Germany announces climate protection package

23 September 2019

Germany announces climate protection package

23 September 2019

The German Government's Climate Cabinet has announced a climate protection package that includes a further reduction in the company car tax rate and increased ′environment bonus' incentives for electric vehicles (EVs) as well as the expansion of the charging infrastructure.

The new climate protection package maintains the previously announced target of at least seven million EVs registered on German roads by 2030.

In order to further EV uptake, the proposed extension beyond the end of 2021 to the year 2030 of the tax incentive for EVs that are registered as company cars has been ratified. An employee in Germany who uses his company car privately was previously taxed 1% of the list price but this has been halved to 0.5% for electric vehicles (EVs) purchased or leased since 1 January 2019.

The company car tax rate will be further reduced to 0.25% for EVs costing less then €40,000. However, the exemption from motor vehicle tax will only be extended until 31 December 2025, and the 10-year tax exemption will be limited until the end of 2030.

Similarly, the Umweltprämie (environmental bonus) for the purchase of battery electric vehicles (BEVs), plug-in hybrids (PHEVs) and fuel-cell vehicles (FCVs) will also be extended beyond 2021 and, from 2023, will increase for EVs costing less than €40,000. The climate package does not specify a figure but the Transport Ministry has been considering a purchase incentive of up to €4,000 for EVs. Electric taxis could benefit from an €8,000 subsidy and used electric cars could receive €500.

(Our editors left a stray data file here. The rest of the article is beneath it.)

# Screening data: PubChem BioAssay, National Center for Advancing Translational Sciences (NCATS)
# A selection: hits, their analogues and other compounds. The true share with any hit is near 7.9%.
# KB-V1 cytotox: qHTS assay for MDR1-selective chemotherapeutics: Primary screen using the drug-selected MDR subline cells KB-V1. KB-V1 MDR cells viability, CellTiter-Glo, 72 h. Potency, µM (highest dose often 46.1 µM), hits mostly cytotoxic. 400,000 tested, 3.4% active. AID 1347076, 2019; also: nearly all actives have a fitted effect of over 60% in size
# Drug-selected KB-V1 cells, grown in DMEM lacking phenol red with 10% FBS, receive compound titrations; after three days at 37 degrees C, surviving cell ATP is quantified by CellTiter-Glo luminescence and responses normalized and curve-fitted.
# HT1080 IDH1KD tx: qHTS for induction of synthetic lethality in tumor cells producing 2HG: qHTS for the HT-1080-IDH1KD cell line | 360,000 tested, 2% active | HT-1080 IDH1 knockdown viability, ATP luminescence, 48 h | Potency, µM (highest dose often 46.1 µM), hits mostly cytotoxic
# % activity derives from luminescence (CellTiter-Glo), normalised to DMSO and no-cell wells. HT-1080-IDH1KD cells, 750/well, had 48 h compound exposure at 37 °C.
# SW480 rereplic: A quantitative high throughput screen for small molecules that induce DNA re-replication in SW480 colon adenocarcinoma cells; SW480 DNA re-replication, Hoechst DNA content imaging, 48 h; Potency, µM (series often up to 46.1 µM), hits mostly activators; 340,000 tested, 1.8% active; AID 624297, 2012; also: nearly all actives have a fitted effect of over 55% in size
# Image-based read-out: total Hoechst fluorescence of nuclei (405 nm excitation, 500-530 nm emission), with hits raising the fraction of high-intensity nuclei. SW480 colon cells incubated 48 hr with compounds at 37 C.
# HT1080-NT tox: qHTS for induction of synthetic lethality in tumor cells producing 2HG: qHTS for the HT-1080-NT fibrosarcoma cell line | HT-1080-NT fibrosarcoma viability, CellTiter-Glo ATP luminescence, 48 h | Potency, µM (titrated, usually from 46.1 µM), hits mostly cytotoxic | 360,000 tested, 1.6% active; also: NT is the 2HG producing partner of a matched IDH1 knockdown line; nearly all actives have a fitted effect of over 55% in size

Aside from incentivising EVs, the German Government is also considering a reform of car taxation, which would focus more on CO2 emissions. Registration taxes for new cars increase for each gram of CO2 above 95 grams per kilometre but the cost implications are negligible.

Charging infrastructure

Although there have been discussions around establishing one million charging stations in Germany, the climate protection package discusses a figure of one million charging points. This subtle semantic difference is crucial as charging stations typically offer at least two charging points and often feature multi-chargers.

The German Government intends to present a ′Master Plan Charging Column Infrastructure' this year and ′will make binding provisions that charging points will be offered at all petrol stations in Germany and set up in customer parking spaces,' according to an official statement.

However, the Government recognises that most charging takes place at home or at work and so the private and commercial charging infrastructure will also benefit from subsidies, although figures have not been provided. The regulations surrounding the establishment of private and commercial charging stations have also been simplified in the Housing Property Act (WEG) and in tenancy law, whereby ′landlords are required to tolerate the installation of charging infrastructure.'

Public transport initiatives

Funding for public transport will be increased to €1 billion annually from 2021 and to €2 billion from 2025. This is intended to expand the public transport network and to switch bus fleets over to alternative powertrains including electric, hydrogen and biogas.

The Passenger Transport Act is also to be amended so that the German states and municipalities can set their own emission requirements for buses, taxis and rental cars. This could ultimately lead to cities only issuing operating permits for clean vehicles.

By 2030, the Government and Deutsche Bahn plan to invest a total of €86 billion in the rail network. From 2020 to 2030, the railways will receive €1 billion annually to modernise, expand and electrify the rail network. Freight transport is a key area of focus, with the modernisation intended to increase the transport of goods on the rail network, reducing road transport and emissions in the process.